As I discuss in this question, one of the most prominent incarnations of Vishnu in ancient times was the sage Narayana, twin brother of the sage Nara and son of Yama god of death. Nara and Narayana were famous for engaging in Tapasya (deep meditation) in Badrikashrama, and in the time of the Mahabharata they were reborn as Arjuna and Krishna. In any case, apparently Narayana carried out a five-night (Pancharatra) Yagna and then became the entire universe, so people started following the so-called Pancharatra texts, scriptures originating from Narayana himself which gave detailed procedures for worshipping him. As I discuss in this question, the Pancharatra texts were important in the development of Vaishnavism. Among the oldest Pancharatra texts are the Satvata Samhita, the Paushkara Samhita, and the Jayakhya Samhita.
But there's a Pancharatra text even older than these, and it is found within the Mahabharata! Most people only know about the Bhagavad Gita, an 18-chapter religious discourse between Krishna and Arjuna found in the beginning of the Bhishma Parva of the Mahabharata. But there is another 18-chapter religious discourse found at the end of the Shanti Parva of the Mahabharata, the Narayaniya. It is a Pancharatra text which takes the form of a dialogue between Yudhishtira and Bhishma as the latter is lying on the battlefield of Kurukshetra, and Yudhishtira asks him questions about the importance of worshipping Narayana/Vishnu. (It goes from this chapter to this chapter in the Shanti Parva; apparently the Bhagavad Gita and the Narayaniya divide the Mahabharata into three equal parts.)
In any case, in the first chapter of the Narayaniya, Bhishma describes the birth of the sages Nara and Narayana:
I heard it from my sire that in the Krita age, O monarch, during the epoch of the Self-born Manu, the eternal Narayana, the Soul of the universe, took birth as the son of Dharma in a quadruple form, viz., as Nara, Narayana, Hari, and the Self-create Krishna. Amongst them all, Narayana and Nara underwent the severest austerities by repairing to the Himalayan retreat known by the name of Vadari, by riding on their golden cars.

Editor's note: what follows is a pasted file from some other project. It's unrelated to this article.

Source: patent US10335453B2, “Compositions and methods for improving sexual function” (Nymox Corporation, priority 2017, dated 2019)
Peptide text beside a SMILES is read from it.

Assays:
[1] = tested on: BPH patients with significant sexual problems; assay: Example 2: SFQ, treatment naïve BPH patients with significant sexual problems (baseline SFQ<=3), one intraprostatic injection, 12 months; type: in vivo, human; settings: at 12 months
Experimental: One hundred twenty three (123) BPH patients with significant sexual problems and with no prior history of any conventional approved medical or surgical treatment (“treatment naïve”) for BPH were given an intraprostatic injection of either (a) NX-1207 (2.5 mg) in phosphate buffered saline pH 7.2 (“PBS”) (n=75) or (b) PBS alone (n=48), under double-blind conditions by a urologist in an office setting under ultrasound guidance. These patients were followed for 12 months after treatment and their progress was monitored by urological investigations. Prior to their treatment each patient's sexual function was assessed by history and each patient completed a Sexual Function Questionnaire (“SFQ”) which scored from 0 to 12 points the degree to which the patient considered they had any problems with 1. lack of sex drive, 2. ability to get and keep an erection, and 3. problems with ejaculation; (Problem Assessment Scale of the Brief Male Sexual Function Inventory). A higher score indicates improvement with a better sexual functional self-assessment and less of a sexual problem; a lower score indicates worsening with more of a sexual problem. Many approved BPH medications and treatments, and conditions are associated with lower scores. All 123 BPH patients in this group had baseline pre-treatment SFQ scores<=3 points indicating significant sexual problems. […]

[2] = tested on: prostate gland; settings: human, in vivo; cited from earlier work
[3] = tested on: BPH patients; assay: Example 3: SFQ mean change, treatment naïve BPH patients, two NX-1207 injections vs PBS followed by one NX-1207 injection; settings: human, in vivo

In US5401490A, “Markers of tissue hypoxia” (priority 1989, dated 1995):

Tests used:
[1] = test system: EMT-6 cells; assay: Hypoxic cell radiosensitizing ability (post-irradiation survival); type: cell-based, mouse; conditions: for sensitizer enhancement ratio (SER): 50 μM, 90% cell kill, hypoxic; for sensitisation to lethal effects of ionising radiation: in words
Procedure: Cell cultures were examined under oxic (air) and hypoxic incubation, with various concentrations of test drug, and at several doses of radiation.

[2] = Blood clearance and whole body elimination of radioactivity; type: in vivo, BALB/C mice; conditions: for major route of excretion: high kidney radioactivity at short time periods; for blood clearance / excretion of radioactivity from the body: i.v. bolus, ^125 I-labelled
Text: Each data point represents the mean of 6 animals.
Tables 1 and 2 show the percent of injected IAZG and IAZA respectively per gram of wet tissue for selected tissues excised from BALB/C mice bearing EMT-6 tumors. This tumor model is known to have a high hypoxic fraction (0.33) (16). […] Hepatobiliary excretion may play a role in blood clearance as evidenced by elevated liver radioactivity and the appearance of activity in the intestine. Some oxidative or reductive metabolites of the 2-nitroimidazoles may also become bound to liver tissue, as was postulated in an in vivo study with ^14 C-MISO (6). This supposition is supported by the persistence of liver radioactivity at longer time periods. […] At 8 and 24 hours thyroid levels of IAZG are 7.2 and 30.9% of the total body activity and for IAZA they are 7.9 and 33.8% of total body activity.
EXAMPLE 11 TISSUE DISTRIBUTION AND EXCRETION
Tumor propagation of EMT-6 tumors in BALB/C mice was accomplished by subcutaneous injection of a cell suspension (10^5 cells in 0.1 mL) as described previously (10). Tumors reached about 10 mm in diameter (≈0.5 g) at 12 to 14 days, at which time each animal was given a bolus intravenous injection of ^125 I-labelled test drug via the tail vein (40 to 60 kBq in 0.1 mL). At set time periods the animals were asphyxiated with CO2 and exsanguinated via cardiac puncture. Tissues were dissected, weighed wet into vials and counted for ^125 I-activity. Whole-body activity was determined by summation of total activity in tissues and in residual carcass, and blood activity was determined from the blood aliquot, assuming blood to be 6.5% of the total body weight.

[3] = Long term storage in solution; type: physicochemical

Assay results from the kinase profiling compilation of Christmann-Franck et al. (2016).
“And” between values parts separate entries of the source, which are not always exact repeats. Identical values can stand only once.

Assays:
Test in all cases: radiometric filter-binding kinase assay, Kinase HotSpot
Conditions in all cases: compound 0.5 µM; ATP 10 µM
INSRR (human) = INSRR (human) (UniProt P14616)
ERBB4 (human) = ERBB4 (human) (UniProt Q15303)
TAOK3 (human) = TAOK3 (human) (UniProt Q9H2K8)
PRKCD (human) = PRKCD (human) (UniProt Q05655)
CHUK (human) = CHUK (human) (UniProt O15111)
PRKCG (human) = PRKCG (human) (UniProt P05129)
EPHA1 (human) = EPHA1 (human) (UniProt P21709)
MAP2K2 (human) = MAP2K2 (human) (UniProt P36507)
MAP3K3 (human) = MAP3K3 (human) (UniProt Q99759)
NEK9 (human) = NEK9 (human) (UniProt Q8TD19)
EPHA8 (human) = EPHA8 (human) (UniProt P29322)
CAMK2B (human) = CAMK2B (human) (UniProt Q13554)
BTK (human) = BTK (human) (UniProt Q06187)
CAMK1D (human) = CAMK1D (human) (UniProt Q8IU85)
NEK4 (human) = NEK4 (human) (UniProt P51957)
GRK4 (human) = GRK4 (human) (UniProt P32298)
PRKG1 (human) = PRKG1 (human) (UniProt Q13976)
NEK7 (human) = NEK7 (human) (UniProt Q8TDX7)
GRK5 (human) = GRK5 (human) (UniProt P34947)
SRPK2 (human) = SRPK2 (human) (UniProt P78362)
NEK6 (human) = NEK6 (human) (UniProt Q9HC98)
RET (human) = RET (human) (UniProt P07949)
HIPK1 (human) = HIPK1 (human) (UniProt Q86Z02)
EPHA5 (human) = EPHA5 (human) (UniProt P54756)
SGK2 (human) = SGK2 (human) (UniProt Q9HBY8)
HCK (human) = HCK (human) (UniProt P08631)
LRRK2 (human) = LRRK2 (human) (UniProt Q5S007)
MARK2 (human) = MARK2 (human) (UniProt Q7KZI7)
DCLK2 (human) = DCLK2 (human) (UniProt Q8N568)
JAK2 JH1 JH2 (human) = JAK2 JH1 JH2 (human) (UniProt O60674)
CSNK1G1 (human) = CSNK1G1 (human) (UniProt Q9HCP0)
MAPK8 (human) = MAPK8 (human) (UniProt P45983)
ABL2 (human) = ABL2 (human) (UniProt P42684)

My question is, what is the story of Nara and Narayana's brothers Hari and Krishna? The only other information the Narayaniya provides about them is Narada's statement that Hari and Krishna lived in Badrikashrama before Nara and Narayana:
That form took birth in four shapes for the expansion of the race of Dharma which have been reared by that deity. How wonderful it is that Dharma has thus been honoured by these four great deities viz., Nara, Narayana, and Hari and Krishna! In this spot Krishna and Hari dwelt formerly. The other two, however, viz., Nara and Narayana, are now dwelling here engaged in penances for the object of enhancing their merit.
The only other scriptural reference I could find to Hari and Krishna is in this excerpt from the Vamana Purana:
The divine body Dharma born from the heart of Brahma, had reproduced Hari, Krishna, Nara and Narayana sons by virtue of consummating with his wife Dakshayani.... Hari and Krishna engrossed themselves with exercise on Yoga. Nara and Narayana the greatest among all ancient sages began austerity with Parabrahma at the ever broad bank of the sacred Ganges in Badrikashrama, a place situated in the great Himalaya.
So first of all, how did Hari and Krishna's practicing of Yoga differ from their brothers Nara and Narayana's practicing of Tapasya? Second of all, what caused Hari and Krishna to leave Badrikashrama? Did they die or something? And in any case, what was Vishnu's purpose in incarnating as Hari and Krishna?
Are there any other Hindu scriptures which mention these two brothers? Note that this Hari is different from Vishnu's incarnation Hari who rescued Gajendra, whom I discuss here.